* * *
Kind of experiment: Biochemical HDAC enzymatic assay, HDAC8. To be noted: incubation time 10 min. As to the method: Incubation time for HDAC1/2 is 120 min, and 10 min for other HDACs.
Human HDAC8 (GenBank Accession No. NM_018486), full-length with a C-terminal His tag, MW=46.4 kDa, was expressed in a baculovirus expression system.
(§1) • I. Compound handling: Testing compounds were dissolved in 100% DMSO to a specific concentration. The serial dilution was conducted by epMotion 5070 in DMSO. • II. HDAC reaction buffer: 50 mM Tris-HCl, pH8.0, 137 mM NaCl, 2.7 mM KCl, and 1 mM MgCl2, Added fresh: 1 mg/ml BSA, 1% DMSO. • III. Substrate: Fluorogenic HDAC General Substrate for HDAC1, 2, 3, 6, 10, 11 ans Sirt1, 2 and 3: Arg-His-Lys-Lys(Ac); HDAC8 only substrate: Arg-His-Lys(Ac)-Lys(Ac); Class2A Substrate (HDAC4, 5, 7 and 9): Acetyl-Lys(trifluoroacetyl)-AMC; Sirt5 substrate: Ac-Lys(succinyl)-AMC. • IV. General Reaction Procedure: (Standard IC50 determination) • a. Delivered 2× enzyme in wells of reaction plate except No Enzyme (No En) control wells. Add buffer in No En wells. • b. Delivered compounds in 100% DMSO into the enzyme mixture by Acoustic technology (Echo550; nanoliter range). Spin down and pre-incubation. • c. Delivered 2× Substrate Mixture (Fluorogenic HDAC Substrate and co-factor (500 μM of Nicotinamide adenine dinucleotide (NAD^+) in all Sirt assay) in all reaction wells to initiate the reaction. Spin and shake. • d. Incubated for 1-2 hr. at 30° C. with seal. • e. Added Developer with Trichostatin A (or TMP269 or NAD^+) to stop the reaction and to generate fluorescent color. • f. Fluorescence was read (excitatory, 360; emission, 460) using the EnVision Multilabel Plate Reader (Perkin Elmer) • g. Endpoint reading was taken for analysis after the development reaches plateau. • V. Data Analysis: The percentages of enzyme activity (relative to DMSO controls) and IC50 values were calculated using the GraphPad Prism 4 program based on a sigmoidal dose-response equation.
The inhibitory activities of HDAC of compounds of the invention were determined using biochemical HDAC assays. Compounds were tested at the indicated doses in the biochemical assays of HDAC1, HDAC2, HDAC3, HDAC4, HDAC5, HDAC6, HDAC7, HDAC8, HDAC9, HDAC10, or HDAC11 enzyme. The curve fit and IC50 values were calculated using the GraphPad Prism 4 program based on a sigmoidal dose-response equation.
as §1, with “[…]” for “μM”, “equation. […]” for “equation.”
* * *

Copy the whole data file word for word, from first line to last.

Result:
Kind of experiment: Biochemical HDAC enzymatic assay, HDAC8. To be noted: incubation time 10 min. As to the method: Incubation time for HDAC1/2 is 120 min, and 10 min for other HDACs.
Human HDAC8 (GenBank Accession No. NM_018486), full-length with a C-terminal His tag, MW=46.4 kDa, was expressed in a baculovirus expression system.
(§1) • I. Compound handling: Testing compounds were dissolved in 100% DMSO to a specific concentration. The serial dilution was conducted by epMotion 5070 in DMSO. • II. HDAC reaction buffer: 50 mM Tris-HCl, pH8.0, 137 mM NaCl, 2.7 mM KCl, and 1 mM MgCl2, Added fresh: 1 mg/ml BSA, 1% DMSO. • III. Substrate: Fluorogenic HDAC General Substrate for HDAC1, 2, 3, 6, 10, 11 ans Sirt1, 2 and 3: Arg-His-Lys-Lys(Ac); HDAC8 only substrate: Arg-His-Lys(Ac)-Lys(Ac); Class2A Substrate (HDAC4, 5, 7 and 9): Acetyl-Lys(trifluoroacetyl)-AMC; Sirt5 substrate: Ac-Lys(succinyl)-AMC. • IV. General Reaction Procedure: (Standard IC50 determination) • a. Delivered 2× enzyme in wells of reaction plate except No Enzyme (No En) control wells. Add buffer in No En wells. • b. Delivered compounds in 100% DMSO into the enzyme mixture by Acoustic technology (Echo550; nanoliter range). Spin down and pre-incubation. • c. Delivered 2× Substrate Mixture (Fluorogenic HDAC Substrate and co-factor (500 μM of Nicotinamide adenine dinucleotide (NAD^+) in all Sirt assay) in all reaction wells to initiate the reaction. Spin and shake. • d. Incubated for 1-2 hr. at 30° C. with seal. • e. Added Developer with Trichostatin A (or TMP269 or NAD^+) to stop the reaction and to generate fluorescent color. • f. Fluorescence was read (excitatory, 360; emission, 460) using the EnVision Multilabel Plate Reader (Perkin Elmer) • g. Endpoint reading was taken for analysis after the development reaches plateau. • V. Data Analysis: The percentages of enzyme activity (relative to DMSO controls) and IC50 values were calculated using the GraphPad Prism 4 program based on a sigmoidal dose-response equation.
The inhibitory activities of HDAC of compounds of the invention were determined using biochemical HDAC assays. Compounds were tested at the indicated doses in the biochemical assays of HDAC1, HDAC2, HDAC3, HDAC4, HDAC5, HDAC6, HDAC7, HDAC8, HDAC9, HDAC10, or HDAC11 enzyme. The curve fit and IC50 values were calculated using the GraphPad Prism 4 program based on a sigmoidal dose-response equation.
as §1, with “[…]” for “μM”, “equation. […]” for “equation.”